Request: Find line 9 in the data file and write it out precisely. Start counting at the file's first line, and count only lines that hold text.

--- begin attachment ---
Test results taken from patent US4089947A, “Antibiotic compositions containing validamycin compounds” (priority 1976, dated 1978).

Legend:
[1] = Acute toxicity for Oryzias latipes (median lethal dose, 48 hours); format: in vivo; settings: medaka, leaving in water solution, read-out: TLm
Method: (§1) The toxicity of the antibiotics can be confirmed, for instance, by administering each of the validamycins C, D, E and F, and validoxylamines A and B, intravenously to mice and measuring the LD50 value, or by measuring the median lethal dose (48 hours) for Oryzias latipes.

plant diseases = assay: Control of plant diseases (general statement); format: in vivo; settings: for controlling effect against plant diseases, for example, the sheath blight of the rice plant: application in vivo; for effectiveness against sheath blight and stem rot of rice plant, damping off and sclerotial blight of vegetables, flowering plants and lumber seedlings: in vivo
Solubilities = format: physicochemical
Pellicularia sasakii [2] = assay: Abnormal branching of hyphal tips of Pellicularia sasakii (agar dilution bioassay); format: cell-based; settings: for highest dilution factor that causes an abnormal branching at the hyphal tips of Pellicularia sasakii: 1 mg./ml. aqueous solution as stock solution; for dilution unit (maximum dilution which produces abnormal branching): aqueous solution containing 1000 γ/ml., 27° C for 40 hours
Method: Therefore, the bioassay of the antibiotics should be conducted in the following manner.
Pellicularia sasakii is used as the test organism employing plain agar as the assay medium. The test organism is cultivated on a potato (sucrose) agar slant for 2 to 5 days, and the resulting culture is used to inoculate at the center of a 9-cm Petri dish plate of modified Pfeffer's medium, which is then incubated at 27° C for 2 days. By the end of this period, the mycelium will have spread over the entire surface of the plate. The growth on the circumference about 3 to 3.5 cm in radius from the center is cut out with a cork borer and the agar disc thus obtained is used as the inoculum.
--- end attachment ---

Pellicularia sasakii is used as the test organism employing plain agar as the assay medium. The test organism is cultivated on a potato (sucrose) agar slant for 2 to 5 days, and the resulting culture is used to inoculate at the center of a 9-cm Petri dish plate of modified Pfeffer's medium, which is then incubated at 27° C for 2 days. By the end of this period, the mycelium will have spread over the entire surface of the plate. The growth on the circumference about 3 to 3.5 cm in radius from the center is cut out with a cork borer and the agar disc thus obtained is used as the inoculum.